Monday, July 9, 2018

Review: ISLAND, An Elegiac Arthouse Mystery


By Pierce Conran

A man travels to Jeju Island, planning to kill himself in his grandparents' abandoned home, in the most intriguing Korean film to grace the Jeonju International Film Festival in 2015. A lushly filmed and thoroughly engrossing mystery channeling local family melodrama norms along with surprising genre tropes and themes of the loss in a hermetic urban society, Island is a deliberately paced and ambitious arthouse production from sophomore auteur Park Jin-seong.

Friday, July 6, 2018

Review: THE DEAL, A Serviceable But Generic Korean Revenge Thriller


By Pierce Conran

Korea delivers yet another serviceable revenge thriller with The Deal, a well-oiled but overly familiar addition to the longstanding local genre staple. With young women violently murdered during downpours and Kim Sang-kyung once again playing a hapless detective at his wit's end, the film immediately calls to mind modern classic Memories of Murder, an inevitable comparison but a tough act to live up to.

Thursday, July 5, 2018

Review: THE HANDMAIDEN, Park Chan-wook's Deeply Engrossing and Highly Sexual Tale of Female Sexuality


By Pierce Conran

Following his Hollywood foray Stoker, Park Chan-wook returns to (mostly) home soil for his sumptuous and sensual adaptation of Sarah Waters' Fingersmith. Transposing the novel's setting from Victorian England to 1930s Korea and Japan, when the former was a colony of the latter, The Handmaiden is a deeply engrossing, highly sexual and at times darkly humorous tale of female sexuality brought to life in spectacular fashion.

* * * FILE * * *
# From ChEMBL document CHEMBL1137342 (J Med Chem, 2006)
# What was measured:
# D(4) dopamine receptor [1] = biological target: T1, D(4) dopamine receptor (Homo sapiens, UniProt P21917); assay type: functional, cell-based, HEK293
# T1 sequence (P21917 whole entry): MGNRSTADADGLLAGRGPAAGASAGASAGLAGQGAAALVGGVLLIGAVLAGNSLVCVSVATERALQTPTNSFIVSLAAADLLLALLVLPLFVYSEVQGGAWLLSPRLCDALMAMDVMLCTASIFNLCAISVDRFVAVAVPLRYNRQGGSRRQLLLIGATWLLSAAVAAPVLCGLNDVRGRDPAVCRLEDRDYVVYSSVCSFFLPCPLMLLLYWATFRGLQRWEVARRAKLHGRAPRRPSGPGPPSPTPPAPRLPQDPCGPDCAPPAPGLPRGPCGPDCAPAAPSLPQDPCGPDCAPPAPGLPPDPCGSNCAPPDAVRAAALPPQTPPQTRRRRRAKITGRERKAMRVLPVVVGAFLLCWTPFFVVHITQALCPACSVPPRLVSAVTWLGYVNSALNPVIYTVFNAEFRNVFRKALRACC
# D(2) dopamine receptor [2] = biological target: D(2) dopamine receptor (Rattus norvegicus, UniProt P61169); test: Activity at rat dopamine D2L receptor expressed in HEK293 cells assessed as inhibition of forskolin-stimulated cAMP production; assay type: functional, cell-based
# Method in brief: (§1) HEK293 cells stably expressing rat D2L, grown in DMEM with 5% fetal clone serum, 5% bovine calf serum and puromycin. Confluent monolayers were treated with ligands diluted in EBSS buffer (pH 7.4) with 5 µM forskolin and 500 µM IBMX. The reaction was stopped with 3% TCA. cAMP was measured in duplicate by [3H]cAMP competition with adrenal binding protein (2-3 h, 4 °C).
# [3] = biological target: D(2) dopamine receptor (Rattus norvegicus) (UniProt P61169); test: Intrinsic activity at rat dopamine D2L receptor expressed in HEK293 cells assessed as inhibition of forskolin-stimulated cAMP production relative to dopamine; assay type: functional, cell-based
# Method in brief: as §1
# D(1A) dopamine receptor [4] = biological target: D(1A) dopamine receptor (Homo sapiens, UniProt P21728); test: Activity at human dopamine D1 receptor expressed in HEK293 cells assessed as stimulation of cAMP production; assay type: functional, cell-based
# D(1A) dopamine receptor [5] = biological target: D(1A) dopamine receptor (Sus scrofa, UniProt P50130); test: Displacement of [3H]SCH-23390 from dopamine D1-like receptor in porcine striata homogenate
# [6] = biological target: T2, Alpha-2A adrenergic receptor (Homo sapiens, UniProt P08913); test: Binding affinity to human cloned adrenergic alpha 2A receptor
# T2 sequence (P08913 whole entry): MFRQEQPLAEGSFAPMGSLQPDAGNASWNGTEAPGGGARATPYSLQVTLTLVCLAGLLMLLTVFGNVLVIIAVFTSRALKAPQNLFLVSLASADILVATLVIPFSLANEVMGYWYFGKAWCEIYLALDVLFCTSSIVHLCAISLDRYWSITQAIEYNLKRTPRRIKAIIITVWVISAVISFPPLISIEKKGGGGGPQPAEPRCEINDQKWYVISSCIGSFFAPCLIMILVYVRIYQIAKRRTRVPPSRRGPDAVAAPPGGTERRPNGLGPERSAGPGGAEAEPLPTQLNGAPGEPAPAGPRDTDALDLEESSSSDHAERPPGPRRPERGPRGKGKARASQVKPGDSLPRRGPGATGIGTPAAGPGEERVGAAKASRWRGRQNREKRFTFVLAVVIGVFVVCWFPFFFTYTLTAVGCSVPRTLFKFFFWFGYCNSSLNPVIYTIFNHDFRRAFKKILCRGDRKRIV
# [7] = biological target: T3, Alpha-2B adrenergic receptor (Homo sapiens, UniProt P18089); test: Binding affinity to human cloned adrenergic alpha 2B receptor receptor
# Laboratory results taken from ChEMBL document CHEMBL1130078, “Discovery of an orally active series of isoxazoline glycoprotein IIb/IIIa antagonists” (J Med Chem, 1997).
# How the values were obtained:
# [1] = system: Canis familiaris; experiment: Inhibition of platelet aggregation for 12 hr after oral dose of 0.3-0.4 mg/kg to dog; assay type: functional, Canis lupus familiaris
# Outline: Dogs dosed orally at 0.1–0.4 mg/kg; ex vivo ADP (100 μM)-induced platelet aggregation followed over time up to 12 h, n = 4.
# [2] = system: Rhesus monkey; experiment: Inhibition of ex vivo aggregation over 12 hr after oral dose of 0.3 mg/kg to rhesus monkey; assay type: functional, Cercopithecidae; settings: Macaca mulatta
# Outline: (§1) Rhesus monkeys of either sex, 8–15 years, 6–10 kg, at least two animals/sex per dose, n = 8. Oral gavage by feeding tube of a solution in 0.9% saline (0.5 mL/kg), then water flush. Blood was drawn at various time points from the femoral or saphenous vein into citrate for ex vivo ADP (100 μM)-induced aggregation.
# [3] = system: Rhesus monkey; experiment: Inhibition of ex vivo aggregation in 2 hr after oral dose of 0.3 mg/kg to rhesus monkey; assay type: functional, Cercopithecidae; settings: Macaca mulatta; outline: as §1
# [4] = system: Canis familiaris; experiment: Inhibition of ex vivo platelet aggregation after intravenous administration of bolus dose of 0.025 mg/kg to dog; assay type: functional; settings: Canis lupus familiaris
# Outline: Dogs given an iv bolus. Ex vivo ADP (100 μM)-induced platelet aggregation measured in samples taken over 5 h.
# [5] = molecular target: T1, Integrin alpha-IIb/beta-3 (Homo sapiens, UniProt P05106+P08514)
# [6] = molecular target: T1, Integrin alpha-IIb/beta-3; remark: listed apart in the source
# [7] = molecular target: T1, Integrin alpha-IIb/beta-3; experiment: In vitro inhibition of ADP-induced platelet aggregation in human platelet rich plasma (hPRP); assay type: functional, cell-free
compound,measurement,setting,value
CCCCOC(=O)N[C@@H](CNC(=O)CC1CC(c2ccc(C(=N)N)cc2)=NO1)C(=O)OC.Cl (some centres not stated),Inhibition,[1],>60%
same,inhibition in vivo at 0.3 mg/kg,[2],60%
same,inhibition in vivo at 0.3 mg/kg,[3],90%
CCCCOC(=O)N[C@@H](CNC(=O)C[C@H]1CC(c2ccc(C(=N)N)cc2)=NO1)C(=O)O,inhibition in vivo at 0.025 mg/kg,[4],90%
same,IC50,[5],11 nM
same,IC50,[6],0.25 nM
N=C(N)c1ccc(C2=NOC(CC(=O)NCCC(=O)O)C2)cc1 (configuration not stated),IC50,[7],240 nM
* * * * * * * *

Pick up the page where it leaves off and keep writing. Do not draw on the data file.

Wednesday, July 4, 2018

Review: YOURSELF AND YOURS Finds Hong Sang-soo in Wry and Perplexing Mood


By Pierce Conran

Celebrated indie auteur Hong Sang-soo returns to Toronto with his 18th film Yourself and Yours. Once again featuring artists boozing their way through a series of eateries as they lament over their personal woes, his latest work echoes the themes he's repeated throughout his career. Yet there's a darker than usual tone and less humanity on display here in a duplicitous narrative that appears to deliberately toy with its audience.

Tuesday, July 3, 2018

Review: THE WAILING, A Bone-Chilling, Thunderous Descent Into Hell


By Pierce Conran

After turning the Korean thriller on its head with The Chaser and The Yellow Sea, director Na Hong-jin has reinvented himself again, aggressively pushing against the boundaries of genre cinema with The Wailing. A deafening descent into hell, it may also be the best Korean film since Lee Chang-dong's Poetry.

Monday, July 2, 2018

Review: KARAOKE CRAZIES Kills It


By Pierce Conran

In Korea, few things are more important than karaoke. With thousands of karaoke bars, open all hours, littering every corner of the country, it's an activity that reaches every part of society, servicing hoards of stressed salary workers, bored teenagers or oftentimes a more licentious clientele. Karaoke is a frequent feature of Korean films, but in Karaoke Crazies, Korea's national pastime comes out front and center, serving as the focal point of an infectious blend of drama, comedy, thriller and absurdity.